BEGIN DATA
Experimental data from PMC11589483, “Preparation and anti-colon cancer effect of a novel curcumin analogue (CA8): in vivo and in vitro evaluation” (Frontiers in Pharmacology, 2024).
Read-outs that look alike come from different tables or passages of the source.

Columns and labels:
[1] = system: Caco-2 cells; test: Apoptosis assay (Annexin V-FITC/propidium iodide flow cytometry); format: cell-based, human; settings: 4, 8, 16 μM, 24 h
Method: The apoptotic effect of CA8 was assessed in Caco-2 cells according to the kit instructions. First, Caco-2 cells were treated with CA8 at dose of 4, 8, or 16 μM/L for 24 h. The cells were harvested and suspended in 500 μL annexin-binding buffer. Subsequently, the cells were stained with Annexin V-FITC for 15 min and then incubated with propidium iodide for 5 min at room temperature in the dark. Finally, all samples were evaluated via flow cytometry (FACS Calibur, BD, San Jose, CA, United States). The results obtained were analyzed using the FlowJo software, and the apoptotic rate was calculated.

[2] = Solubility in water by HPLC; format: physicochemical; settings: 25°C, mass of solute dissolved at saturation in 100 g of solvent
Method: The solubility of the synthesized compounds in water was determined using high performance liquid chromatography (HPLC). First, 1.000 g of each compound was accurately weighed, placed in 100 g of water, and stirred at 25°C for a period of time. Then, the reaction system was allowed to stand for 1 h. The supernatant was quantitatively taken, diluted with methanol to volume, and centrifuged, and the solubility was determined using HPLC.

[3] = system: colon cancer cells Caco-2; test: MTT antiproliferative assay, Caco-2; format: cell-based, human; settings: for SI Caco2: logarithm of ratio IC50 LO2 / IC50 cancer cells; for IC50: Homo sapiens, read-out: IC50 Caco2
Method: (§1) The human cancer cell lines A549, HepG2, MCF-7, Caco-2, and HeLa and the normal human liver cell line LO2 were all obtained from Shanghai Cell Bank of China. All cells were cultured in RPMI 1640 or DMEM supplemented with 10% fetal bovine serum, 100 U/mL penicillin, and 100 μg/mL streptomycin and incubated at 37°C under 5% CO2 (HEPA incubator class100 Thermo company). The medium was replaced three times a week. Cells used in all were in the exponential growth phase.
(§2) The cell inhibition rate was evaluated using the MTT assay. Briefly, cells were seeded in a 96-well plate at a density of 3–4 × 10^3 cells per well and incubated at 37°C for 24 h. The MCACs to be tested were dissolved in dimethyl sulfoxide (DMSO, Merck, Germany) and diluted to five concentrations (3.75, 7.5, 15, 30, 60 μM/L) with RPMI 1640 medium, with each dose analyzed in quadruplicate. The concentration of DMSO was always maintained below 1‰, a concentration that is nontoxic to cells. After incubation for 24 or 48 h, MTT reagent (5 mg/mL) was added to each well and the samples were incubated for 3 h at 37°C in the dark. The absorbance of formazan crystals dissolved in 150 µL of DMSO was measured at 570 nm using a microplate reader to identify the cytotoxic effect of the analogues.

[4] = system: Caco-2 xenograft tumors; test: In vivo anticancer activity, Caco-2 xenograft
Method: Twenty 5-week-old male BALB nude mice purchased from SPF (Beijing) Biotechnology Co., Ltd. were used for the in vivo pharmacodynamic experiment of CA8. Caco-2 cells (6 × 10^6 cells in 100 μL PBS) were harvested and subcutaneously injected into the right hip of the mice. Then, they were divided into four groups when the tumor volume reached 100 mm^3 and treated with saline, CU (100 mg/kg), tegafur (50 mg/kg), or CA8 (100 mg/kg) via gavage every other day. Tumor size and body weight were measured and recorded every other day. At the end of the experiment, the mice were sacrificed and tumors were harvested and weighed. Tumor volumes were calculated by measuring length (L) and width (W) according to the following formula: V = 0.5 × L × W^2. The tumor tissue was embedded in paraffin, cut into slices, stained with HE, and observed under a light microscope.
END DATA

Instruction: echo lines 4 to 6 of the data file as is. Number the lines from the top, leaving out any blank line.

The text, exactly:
[1] = system: Caco-2 cells; test: Apoptosis assay (Annexin V-FITC/propidium iodide flow cytometry); format: cell-based, human; settings: 4, 8, 16 μM, 24 h
Method: The apoptotic effect of CA8 was assessed in Caco-2 cells according to the kit instructions. First, Caco-2 cells were treated with CA8 at dose of 4, 8, or 16 μM/L for 24 h. The cells were harvested and suspended in 500 μL annexin-binding buffer. Subsequently, the cells were stained with Annexin V-FITC for 15 min and then incubated with propidium iodide for 5 min at room temperature in the dark. Finally, all samples were evaluated via flow cytometry (FACS Calibur, BD, San Jose, CA, United States). The results obtained were analyzed using the FlowJo software, and the apoptotic rate was calculated.

[2] = Solubility in water by HPLC; format: physicochemical; settings: 25°C, mass of solute dissolved at saturation in 100 g of solvent